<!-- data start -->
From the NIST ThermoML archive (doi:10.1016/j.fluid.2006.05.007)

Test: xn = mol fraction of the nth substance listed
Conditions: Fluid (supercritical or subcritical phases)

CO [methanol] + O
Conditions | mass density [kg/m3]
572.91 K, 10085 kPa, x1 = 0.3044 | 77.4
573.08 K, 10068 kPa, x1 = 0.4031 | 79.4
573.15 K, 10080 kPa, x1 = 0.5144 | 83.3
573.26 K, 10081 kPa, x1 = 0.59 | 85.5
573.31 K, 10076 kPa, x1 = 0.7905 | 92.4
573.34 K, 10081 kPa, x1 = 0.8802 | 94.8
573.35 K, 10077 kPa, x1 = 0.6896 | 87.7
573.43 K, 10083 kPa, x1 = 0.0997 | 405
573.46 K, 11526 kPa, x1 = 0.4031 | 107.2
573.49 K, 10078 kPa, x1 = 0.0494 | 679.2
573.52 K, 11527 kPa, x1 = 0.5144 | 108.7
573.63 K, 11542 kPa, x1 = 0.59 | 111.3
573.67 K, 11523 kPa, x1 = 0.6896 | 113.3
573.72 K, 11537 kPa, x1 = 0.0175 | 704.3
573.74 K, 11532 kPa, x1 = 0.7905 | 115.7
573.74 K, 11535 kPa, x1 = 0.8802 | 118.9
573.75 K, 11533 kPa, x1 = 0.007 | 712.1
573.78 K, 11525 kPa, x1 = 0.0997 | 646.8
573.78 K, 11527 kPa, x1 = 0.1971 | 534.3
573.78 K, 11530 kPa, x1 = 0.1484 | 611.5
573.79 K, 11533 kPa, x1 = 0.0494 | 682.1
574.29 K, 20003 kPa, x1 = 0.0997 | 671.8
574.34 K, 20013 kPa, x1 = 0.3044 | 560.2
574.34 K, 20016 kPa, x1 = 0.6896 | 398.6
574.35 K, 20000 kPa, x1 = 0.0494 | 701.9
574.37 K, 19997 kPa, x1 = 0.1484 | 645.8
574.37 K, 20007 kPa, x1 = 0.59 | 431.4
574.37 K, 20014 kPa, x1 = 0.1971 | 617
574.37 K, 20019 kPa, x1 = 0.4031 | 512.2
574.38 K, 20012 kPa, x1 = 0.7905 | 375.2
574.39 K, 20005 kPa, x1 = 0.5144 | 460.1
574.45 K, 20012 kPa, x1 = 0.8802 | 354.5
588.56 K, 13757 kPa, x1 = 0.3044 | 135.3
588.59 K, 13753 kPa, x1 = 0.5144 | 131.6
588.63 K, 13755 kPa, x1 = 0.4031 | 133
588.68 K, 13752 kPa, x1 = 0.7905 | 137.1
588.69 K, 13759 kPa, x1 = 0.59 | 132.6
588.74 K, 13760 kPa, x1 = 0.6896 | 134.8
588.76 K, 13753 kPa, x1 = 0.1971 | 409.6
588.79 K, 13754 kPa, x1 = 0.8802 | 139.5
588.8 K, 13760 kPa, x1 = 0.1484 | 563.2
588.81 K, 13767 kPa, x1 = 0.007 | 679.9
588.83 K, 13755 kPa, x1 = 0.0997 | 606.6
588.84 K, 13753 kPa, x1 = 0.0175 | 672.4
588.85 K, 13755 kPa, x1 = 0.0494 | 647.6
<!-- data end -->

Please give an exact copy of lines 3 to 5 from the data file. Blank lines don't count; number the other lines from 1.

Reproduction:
Conditions: Fluid (supercritical or subcritical phases)

CO [methanol] + O
Conditions | mass density [kg/m3]